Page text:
R3M COLT, I WANT IT ALL
Jack Milner: Figures from the 2020 Cape Premier Yearling Sale result in a large drop in the aggregate, average and median.
While there were still some silver linings giving hope for the future, the average price per lot was down 25% on last year while the aggerate fell 32.4%. While last year some 17 lots sold for R1-million or more, this year just five passed the magic million mark.
“Considering the economic climate, both macro and micro, we came into the sale with limited expectations,” said Wehaan Smith, chief executive officer of Cape Thoroughbred Sales. “But all said and done, it’s still a significant amount of money (sales totaled R56,490,000) and we still see a R3-million colt and a R2.2-million colt and two fillies over R1 million in trying times as positive.
“The most positive thing of all, as I went through the buyers’ list, is that there’s certainly new money and certainly new international money so internationals are faster to seize the opportunities than us locals, with exports opening up soon.”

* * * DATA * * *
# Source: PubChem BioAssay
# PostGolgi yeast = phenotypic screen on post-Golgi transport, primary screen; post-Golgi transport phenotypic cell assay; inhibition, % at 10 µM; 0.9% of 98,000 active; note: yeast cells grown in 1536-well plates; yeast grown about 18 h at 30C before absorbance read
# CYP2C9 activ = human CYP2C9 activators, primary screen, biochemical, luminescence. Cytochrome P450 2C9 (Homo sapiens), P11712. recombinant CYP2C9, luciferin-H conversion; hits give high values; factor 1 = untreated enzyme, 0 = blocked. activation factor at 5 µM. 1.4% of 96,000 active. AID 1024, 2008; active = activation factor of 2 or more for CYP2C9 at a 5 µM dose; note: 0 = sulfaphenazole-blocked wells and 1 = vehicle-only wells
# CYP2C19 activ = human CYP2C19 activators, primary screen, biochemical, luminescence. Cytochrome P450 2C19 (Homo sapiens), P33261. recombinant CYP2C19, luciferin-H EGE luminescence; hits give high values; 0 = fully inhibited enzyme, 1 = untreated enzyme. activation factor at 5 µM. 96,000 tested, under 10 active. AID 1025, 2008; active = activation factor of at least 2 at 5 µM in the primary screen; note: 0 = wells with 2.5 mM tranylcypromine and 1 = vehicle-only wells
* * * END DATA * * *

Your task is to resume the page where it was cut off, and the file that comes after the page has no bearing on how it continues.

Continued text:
A “first” for the sale is that a South African-bred yearling has been bought specifically for the Australian market and will be travelling to that country (after a stop in both Mauritius and the UK) to race. All That Jazz, bred by Avontuur Thoroughbred Farm, and is a filly by Trippi out of former champion South African sprinter Val De Ra was sold Ric Wylie, who is a New Zealand-based agent for R1.65-million.
Smith added that going back to a two-day sale was not on any agenda. “No, as long as we’re under 250 lots we will certainly continue to complete the sale in one day.”
There were some new sires on the sale but Smith was not unhappy how they sold. “In terms of sire power, we’ve also got accept that we are in a transition phase. There are no Captain Als anymore, there were very few Dynastys on the sale and Silvano is 20 something so does not have a full book of mares. Trippi is 20 something with fertility issues.
“So we are now relying on the Gimmethegreenlights, Queraris and what A Winters – the next generation – to step up and take over those names and I don’t think our markets are at the pint, as it showed today, that people are willing to pay the really big numbers for those sires.”
At this sale 232 lots were catalogued, after withdrawals 216 were offered and 173 were sold. The aggregate was R56,490,000, the average R326,531 and the median R250,000.
Last year’s figures were 226 catalogued, 216 offered, 192 sold, aggregate R83,560,000, average R435,208 and median R300,000.